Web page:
Rome wasn't built in a day

Believing in the adage, “Be a Roman while at Rome”, wherever I travel I try to live as a local enjoying visits to museums and monuments, savouring the local food and generally getting the feel of the place. When I got a chance to visit Rome with my wife, I wanted to make the best of it, since I had only a day to spend there.

As we were having dinner, my host said that the most important places in Rome are located in close proximity to each other and it is fun to see Rome while walking. I jumped at his suggestion and bravely told him we will conquer Rome by foot in a day! Though my wife protested muttering that I am prone to the foot-in-the-mouth syndrome, I placated her saying we could take a cab if our legs gave way. The next morning our host dropped us at a central point, handed me a tourist map on which he had painstakingly marked the important places and routes to be taken and drove away.

Our first place of visit was Trevi fountain. We marvelled at its magnificence, threw coins into it like others, spent some time there and walked to see the other famous fountains, Navona and Fontano Delmoro. The map indicated Spanish steps as a nearby landmark. By the time we went there, we were hungry. Our hostess had packed bisibelebath and curd rice and we ate them with great relish sitting on the historic steps. Refreshed, we started walking again, and arrived at Roman Forum containing the oldest and most important structures of the ancient city. “This place looks like Hampi,” my wife exclaimed. I nodded. Exploration of the Forum, like Hampi, was quite exhausting.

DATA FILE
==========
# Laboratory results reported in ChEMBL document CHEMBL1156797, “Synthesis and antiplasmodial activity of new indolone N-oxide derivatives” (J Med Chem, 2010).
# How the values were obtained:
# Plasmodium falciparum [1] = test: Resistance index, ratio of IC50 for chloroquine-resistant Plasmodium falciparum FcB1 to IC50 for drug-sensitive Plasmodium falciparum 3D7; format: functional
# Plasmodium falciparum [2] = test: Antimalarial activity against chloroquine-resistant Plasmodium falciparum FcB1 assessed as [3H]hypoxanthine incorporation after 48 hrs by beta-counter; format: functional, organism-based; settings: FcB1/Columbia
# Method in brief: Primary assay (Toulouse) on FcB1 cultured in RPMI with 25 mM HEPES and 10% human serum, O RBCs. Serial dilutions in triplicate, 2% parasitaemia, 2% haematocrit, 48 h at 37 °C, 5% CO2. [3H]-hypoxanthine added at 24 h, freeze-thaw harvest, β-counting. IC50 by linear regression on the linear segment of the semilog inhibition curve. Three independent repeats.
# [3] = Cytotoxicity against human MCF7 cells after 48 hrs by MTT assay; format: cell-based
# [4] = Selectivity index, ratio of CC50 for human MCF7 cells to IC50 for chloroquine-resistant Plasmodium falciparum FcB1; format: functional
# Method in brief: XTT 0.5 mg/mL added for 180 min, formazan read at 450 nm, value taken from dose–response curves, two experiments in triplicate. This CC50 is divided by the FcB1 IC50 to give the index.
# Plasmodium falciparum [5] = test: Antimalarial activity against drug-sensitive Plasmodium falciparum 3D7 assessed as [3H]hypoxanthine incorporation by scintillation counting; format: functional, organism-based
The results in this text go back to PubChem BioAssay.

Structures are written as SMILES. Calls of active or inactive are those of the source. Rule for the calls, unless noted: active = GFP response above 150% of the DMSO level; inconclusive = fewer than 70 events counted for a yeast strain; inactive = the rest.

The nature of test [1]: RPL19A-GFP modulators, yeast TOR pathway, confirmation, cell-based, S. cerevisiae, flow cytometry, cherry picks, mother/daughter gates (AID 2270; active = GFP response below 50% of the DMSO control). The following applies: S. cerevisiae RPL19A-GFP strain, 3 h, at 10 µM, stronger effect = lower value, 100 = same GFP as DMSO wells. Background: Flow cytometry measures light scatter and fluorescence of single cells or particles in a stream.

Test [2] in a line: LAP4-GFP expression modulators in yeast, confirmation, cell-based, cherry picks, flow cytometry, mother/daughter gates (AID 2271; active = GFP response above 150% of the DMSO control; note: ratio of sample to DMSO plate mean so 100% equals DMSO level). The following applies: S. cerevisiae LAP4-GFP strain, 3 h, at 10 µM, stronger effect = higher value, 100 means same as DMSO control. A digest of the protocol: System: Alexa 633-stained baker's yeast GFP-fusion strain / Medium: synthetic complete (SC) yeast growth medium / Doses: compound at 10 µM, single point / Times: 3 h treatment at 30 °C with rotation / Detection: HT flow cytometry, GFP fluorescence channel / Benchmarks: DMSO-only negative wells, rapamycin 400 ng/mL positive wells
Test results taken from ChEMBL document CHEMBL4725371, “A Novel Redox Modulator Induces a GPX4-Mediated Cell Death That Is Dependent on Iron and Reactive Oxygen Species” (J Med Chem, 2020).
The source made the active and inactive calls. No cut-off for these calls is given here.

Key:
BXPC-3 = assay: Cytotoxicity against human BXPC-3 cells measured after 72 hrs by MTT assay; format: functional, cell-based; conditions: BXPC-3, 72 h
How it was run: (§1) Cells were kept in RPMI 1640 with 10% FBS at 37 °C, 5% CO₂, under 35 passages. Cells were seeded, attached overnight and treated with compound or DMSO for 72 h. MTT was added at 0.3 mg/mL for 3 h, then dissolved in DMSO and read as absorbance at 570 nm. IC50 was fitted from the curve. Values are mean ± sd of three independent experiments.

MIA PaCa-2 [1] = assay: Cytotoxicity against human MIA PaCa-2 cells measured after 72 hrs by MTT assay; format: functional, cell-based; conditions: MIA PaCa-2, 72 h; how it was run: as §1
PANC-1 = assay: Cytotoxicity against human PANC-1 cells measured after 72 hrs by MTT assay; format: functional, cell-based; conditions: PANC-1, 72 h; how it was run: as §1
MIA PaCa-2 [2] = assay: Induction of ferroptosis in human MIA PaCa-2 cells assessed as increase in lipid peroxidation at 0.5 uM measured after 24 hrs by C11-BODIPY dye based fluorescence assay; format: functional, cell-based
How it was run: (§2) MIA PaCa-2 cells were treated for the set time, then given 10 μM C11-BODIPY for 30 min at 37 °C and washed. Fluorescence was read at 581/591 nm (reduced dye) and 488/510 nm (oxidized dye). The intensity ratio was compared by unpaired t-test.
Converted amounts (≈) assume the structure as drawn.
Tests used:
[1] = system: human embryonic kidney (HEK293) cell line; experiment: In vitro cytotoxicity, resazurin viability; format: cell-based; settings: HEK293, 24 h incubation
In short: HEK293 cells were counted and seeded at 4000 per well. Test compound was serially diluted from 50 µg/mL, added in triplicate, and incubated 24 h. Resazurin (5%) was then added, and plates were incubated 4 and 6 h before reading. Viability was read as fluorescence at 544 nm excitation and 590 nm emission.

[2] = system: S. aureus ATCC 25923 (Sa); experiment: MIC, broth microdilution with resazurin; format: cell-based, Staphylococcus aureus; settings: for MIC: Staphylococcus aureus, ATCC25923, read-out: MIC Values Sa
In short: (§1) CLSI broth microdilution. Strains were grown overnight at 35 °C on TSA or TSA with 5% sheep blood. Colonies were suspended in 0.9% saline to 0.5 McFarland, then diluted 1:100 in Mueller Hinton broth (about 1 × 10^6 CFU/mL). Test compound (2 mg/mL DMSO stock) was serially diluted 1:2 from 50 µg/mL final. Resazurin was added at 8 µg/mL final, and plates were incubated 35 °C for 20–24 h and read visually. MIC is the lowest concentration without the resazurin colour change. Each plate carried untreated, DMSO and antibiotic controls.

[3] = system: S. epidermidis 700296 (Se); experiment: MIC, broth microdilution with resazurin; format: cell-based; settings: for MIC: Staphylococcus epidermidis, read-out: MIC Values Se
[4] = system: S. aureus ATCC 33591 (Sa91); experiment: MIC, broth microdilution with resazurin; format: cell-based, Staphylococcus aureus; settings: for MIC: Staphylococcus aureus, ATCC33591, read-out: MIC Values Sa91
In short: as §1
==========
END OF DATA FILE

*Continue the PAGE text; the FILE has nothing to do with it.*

After a while my wife said that she was tired and cannot walk further. I told her we can at least see all the important land marks of Rome and cajoled her to continue the walk and took her to the nearby Colloseum. She was quite tired, but my act of getting dressed as a Gladiator and taking photographs cheered her. It was now tea time and we had some refreshments and gave rest to our weary legs. After tea, my wife wanted to return, but I told her that we don’t come to Rome every day and must see all we could see in a day. Slowly we walked towards Piazza Poppolo, which I remembered seeing in an English movie. My wife complained of blisters in her foot and refused to move further. I made her sit on a bench and explored the surroundings alone.

By this time the sun was setting. We had to cover some more landmarks. But my legs were also aching. When I tried to motivate my wife to visit at least two more sights before we called it a day, she firmly put her foot down. I told her that she should “be a Roman while at Rome”. She retorted saying “Rome was not built in a day and cannot be walked in a day”. Disappointed, we returned.

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